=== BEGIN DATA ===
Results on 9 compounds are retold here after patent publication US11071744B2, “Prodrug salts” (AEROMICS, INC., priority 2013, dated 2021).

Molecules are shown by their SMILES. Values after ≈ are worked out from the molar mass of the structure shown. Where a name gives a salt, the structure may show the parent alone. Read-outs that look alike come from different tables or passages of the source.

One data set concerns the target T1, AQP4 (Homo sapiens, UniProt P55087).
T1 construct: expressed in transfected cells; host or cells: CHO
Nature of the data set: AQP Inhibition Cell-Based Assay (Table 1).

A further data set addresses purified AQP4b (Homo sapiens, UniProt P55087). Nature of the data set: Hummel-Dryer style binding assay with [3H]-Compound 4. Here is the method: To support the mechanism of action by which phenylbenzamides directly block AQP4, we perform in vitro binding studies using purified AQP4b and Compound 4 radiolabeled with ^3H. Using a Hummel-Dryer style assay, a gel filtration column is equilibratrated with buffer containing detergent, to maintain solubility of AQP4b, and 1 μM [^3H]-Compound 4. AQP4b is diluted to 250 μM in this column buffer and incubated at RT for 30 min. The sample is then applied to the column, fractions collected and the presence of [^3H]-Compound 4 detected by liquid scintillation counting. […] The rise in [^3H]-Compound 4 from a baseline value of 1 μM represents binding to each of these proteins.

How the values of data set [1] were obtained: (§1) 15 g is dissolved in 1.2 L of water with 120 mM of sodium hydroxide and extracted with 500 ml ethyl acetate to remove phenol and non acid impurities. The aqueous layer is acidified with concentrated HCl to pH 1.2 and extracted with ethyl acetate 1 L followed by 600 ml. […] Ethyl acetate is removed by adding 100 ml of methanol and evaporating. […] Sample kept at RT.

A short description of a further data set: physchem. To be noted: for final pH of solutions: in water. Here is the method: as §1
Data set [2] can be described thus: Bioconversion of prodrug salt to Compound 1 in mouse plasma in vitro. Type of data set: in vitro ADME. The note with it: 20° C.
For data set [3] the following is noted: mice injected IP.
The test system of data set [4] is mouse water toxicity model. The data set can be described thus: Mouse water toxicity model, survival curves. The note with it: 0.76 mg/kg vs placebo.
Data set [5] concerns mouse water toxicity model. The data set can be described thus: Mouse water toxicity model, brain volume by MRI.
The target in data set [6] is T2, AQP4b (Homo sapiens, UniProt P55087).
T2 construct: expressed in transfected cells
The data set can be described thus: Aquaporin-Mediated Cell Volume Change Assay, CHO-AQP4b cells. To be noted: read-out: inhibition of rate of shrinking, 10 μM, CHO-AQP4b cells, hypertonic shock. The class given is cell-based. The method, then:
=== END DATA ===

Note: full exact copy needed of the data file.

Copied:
Results on 9 compounds are retold here after patent publication US11071744B2, “Prodrug salts” (AEROMICS, INC., priority 2013, dated 2021).

Molecules are shown by their SMILES. Values after ≈ are worked out from the molar mass of the structure shown. Where a name gives a salt, the structure may show the parent alone. Read-outs that look alike come from different tables or passages of the source.

One data set concerns the target T1, AQP4 (Homo sapiens, UniProt P55087).
T1 construct: expressed in transfected cells; host or cells: CHO
Nature of the data set: AQP Inhibition Cell-Based Assay (Table 1).

A further data set addresses purified AQP4b (Homo sapiens, UniProt P55087). Nature of the data set: Hummel-Dryer style binding assay with [3H]-Compound 4. Here is the method: To support the mechanism of action by which phenylbenzamides directly block AQP4, we perform in vitro binding studies using purified AQP4b and Compound 4 radiolabeled with ^3H. Using a Hummel-Dryer style assay, a gel filtration column is equilibratrated with buffer containing detergent, to maintain solubility of AQP4b, and 1 μM [^3H]-Compound 4. AQP4b is diluted to 250 μM in this column buffer and incubated at RT for 30 min. The sample is then applied to the column, fractions collected and the presence of [^3H]-Compound 4 detected by liquid scintillation counting. […] The rise in [^3H]-Compound 4 from a baseline value of 1 μM represents binding to each of these proteins.

How the values of data set [1] were obtained: (§1) 15 g is dissolved in 1.2 L of water with 120 mM of sodium hydroxide and extracted with 500 ml ethyl acetate to remove phenol and non acid impurities. The aqueous layer is acidified with concentrated HCl to pH 1.2 and extracted with ethyl acetate 1 L followed by 600 ml. […] Ethyl acetate is removed by adding 100 ml of methanol and evaporating. […] Sample kept at RT.

A short description of a further data set: physchem. To be noted: for final pH of solutions: in water. Here is the method: as §1
Data set [2] can be described thus: Bioconversion of prodrug salt to Compound 1 in mouse plasma in vitro. Type of data set: in vitro ADME. The note with it: 20° C.
For data set [3] the following is noted: mice injected IP.
The test system of data set [4] is mouse water toxicity model. The data set can be described thus: Mouse water toxicity model, survival curves. The note with it: 0.76 mg/kg vs placebo.
Data set [5] concerns mouse water toxicity model. The data set can be described thus: Mouse water toxicity model, brain volume by MRI.
The target in data set [6] is T2, AQP4b (Homo sapiens, UniProt P55087).
T2 construct: expressed in transfected cells
The data set can be described thus: Aquaporin-Mediated Cell Volume Change Assay, CHO-AQP4b cells. To be noted: read-out: inhibition of rate of shrinking, 10 μM, CHO-AQP4b cells, hypertonic shock. The class given is cell-based. The method, then: